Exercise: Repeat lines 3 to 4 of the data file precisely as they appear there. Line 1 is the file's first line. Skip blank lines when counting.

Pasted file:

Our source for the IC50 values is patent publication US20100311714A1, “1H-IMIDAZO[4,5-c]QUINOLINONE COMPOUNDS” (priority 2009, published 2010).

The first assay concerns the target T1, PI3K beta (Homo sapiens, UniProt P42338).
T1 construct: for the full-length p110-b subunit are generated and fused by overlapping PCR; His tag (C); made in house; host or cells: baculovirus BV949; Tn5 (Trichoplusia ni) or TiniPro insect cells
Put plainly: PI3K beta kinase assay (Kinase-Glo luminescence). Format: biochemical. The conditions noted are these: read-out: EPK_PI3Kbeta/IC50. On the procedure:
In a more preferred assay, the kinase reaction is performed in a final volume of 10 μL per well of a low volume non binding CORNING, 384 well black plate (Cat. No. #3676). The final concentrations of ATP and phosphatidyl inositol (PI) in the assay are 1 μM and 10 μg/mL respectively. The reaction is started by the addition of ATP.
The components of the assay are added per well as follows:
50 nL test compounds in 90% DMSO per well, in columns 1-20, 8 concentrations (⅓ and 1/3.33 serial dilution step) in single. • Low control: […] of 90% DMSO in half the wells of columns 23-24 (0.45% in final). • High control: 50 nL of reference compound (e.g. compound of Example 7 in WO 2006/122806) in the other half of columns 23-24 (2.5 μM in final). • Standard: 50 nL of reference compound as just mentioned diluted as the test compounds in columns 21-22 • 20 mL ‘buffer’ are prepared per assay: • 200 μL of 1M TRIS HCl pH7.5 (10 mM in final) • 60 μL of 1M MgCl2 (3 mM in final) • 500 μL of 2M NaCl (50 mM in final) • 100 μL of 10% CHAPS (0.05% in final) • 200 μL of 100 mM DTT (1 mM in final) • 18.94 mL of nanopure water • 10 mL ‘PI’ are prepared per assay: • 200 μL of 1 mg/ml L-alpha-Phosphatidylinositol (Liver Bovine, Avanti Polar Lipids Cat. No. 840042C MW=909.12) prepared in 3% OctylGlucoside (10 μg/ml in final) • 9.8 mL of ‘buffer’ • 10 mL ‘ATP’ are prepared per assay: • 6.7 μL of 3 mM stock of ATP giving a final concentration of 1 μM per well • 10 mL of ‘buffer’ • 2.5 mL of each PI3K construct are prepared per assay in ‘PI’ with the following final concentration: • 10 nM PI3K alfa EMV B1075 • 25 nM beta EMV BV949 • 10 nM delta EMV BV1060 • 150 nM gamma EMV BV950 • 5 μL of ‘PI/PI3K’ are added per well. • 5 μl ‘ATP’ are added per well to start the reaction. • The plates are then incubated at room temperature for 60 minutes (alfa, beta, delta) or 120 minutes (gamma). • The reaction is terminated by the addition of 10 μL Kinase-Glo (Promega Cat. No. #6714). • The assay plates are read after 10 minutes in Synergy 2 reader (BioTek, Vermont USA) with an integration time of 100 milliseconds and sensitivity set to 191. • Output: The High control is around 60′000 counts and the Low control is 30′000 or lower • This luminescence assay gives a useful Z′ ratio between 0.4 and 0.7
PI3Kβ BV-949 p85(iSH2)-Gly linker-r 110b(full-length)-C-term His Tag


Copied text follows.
T1 construct: for the full-length p110-b subunit are generated and fused by overlapping PCR; His tag (C); made in house; host or cells: baculovirus BV949; Tn5 (Trichoplusia ni) or TiniPro insect cells
Put plainly: PI3K beta kinase assay (Kinase-Glo luminescence). Format: biochemical. The conditions noted are these: read-out: EPK_PI3Kbeta/IC50. On the procedure: